In fact the final semesters of the six semester Accessory Design programme is a testing ground for the graduating students wherein they undertake real-life design and product development projects from specific industries for a duration of 22 weeks. This has been the hallmark of the AD dept. wherein the focus is towards intensive industry orientation involvement during the professional education of it’s students. This is probably one of the most successful platform on which fashion accessory design students and the accessory industry have joined hands to demonstrate a symbiotic interface between the real life industry situation and professional education in India. Significantly, even last year almost 70% of the design development has been productionised and converted into business. The industry has spent nearly Millions by way of design and development expenses on these projects. This itself is an important landmark for any professional education programme targeted at the industry. In the last few years the AD dept. has also actively collaborated with institutions and organisations sharing similar interests, through research and development projects where design can make a visible change. The development was commissioned last year by World Gold Council to develop a design trend book aimed domestic jewellery market. Based on intensive research across the country in the variety of techniques, style and consumer taste, it is to be a comprehensive design resource within a contemporary milieu. The department has also undertaken a product development project Rural Non-Farm Development Agency (RUDA) Govt. of Rajasthan wherein 30 artisans from Rajasthan worked with Accessory Design students for 5 weeks at NIFT to develop a range of leather, pottery and stone products for contemporary markets. These products are being productionised and will be marketed by Dastkar, an NGO in association with RUDA.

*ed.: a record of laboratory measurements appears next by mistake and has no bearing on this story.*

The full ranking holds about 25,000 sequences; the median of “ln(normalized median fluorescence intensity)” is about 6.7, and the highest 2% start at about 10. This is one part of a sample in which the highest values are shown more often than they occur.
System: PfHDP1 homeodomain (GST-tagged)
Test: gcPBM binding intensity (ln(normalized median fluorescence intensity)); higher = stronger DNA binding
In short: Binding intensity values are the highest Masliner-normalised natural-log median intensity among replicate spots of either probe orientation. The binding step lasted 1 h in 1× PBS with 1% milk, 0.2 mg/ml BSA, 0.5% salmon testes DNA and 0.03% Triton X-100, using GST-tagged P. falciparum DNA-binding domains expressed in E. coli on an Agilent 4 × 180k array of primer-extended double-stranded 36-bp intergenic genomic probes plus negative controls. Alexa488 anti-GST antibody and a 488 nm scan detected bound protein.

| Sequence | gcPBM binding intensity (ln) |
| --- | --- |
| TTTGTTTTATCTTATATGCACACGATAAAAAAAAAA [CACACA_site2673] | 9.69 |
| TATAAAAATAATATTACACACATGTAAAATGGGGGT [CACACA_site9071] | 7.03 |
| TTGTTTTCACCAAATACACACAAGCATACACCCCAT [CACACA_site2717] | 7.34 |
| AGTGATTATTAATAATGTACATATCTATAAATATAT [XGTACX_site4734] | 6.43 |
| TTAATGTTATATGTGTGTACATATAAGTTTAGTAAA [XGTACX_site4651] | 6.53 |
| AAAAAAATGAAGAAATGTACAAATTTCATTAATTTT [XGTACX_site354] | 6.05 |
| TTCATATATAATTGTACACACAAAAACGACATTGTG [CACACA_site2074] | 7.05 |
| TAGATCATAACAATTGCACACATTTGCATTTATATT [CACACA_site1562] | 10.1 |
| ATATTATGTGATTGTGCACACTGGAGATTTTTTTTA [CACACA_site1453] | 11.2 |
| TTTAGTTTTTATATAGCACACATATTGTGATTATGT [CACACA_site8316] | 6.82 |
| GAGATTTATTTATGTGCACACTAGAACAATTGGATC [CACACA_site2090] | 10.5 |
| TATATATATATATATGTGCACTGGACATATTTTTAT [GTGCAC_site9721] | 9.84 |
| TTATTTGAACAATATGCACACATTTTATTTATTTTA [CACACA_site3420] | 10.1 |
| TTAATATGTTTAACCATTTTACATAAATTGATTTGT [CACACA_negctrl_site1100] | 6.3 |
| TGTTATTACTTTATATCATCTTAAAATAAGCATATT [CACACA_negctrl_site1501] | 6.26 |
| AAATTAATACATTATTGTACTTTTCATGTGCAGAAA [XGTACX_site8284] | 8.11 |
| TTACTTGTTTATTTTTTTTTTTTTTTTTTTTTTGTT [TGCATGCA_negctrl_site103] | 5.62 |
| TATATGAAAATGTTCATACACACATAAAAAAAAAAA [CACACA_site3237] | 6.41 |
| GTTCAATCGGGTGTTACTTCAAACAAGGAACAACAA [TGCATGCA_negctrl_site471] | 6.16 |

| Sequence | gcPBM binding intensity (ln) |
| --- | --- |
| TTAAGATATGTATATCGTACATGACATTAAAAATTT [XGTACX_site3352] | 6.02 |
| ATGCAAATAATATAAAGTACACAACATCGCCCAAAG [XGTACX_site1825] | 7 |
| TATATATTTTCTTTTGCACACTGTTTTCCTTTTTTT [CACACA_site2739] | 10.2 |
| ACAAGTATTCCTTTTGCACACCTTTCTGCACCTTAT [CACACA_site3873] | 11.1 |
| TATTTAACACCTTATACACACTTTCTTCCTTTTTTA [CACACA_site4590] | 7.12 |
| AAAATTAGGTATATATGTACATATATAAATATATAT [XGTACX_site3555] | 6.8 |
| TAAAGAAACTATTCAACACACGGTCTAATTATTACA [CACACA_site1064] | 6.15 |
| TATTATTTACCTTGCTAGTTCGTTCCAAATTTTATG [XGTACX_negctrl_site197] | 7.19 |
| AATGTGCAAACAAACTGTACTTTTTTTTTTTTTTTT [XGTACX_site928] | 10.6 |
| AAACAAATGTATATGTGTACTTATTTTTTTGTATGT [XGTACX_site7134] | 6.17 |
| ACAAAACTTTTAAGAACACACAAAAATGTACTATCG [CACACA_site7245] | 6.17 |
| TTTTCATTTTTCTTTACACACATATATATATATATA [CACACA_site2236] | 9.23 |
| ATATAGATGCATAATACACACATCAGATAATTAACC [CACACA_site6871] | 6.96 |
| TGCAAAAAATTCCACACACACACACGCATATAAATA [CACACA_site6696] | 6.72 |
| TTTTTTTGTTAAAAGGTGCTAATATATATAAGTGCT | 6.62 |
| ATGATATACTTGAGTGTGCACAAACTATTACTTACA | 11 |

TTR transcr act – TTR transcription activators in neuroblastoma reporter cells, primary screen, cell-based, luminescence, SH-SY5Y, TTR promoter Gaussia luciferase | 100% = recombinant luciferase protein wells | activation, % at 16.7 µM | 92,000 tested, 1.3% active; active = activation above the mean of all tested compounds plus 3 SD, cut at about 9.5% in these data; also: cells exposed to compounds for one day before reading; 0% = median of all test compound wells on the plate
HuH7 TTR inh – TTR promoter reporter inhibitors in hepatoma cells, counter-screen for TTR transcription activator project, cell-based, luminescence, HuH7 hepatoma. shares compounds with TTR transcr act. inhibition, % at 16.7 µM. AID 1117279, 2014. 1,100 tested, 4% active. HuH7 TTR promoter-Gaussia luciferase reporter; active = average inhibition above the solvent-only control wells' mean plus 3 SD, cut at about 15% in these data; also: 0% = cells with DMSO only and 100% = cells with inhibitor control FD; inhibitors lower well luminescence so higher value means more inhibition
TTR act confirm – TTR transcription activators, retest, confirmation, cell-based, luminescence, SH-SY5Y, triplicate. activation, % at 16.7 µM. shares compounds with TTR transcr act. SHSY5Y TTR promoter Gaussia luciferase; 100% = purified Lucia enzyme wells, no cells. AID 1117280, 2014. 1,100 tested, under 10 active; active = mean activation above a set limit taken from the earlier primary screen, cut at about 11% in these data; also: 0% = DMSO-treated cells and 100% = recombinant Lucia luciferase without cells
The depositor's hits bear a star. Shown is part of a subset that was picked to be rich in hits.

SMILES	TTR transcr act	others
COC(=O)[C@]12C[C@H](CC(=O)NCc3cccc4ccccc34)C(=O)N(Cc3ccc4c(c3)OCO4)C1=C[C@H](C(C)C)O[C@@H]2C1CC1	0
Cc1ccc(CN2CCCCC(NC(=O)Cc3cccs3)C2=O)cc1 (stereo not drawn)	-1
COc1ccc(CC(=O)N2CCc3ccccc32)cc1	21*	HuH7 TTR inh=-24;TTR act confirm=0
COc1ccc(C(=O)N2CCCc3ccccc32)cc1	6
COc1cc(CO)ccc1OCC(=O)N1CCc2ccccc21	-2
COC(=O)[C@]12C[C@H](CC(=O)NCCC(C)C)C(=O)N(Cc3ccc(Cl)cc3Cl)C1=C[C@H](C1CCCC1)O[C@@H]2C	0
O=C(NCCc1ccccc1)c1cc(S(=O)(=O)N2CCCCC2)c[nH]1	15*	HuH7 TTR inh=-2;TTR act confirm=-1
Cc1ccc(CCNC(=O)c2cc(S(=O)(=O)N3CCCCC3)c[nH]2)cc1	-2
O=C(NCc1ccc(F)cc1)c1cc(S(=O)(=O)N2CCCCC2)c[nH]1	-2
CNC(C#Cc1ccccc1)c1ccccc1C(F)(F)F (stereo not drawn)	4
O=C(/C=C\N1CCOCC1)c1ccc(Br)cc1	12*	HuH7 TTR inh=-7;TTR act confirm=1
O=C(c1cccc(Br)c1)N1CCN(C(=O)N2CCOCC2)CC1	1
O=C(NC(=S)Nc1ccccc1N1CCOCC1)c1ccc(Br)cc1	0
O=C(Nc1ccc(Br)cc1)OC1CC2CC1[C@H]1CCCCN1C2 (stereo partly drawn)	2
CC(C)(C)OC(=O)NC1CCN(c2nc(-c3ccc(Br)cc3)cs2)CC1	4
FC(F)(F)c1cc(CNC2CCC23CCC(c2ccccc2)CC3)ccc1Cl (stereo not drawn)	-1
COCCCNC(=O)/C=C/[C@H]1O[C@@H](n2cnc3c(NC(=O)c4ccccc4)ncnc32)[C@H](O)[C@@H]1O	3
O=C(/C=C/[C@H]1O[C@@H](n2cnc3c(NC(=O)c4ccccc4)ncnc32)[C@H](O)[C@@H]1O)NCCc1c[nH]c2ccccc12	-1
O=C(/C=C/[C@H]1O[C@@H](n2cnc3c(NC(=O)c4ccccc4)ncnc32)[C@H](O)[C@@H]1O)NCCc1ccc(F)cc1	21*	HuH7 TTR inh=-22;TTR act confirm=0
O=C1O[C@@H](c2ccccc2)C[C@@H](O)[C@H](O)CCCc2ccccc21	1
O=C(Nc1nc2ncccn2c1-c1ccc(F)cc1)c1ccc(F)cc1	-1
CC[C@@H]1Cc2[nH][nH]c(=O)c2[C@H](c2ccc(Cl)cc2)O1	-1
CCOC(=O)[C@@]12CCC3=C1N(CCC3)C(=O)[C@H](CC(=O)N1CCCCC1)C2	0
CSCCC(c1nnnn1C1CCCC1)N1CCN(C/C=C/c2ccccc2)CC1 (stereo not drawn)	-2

And that’s indeed not all about AD dept. at NIFT. Many of it’s students have won laurels and carved a niche for the Indian concept of designs in the global market. Reena Thakur was adjudged for the highest award in “overall excellence in design” in the Swarnanjali Competition, instituted by the World Gold Council. Afshan Adlakha, the winner in the bridal category and Puja Bhargava, runner-up in the formal wear also won international recognition and were also felicitated at the ceremony. Ranjita Rajora and Kamna Govil ended as finalists in the competition which drew more than 2700 entries around the globe. Three graduates have been lauded in the DeBeers competition for jewellery design – Rudrajit Bose, an international finalist, Rajesh Kumar, a runner up and Ruchi Tandon, another finalist. One of the graduates is working for Tiffony, New York, whilst there are three other placement offers from the Gulf.

As the year 2000, the dawn of 21st century is moving up towards the new millennium, arts are getting bolder and inhibitions have been surrendered. In this world finding a new balance – fashion’s indeed more fun than before. The Globe is shrinking and the root of it’s all is globalization – a 90 phenomenon, a movement that aims at seeing the world market as one. In India, too, the effect of economic reforms is visible in all spheres of industry. To achieve pace with globalization, the Indian industry has achieve international standards in economies of scale-styling-quality and brand positioning. The industry has strengthened it’s roots – Redefined and breathed a new life into it’s rich and diverse aesthetic heritage, by a judicious input of modern technology. The Indian fashion designers are moving towards leadership in the world. Indain models are becoming most acceptable in the world of fashion. India produced a large number of MISS UNIVERSES' AND MISS WORLDS' AND MISS INTERNATIONALS' AND MISS ASIA'S IN LAST FEW YEARS .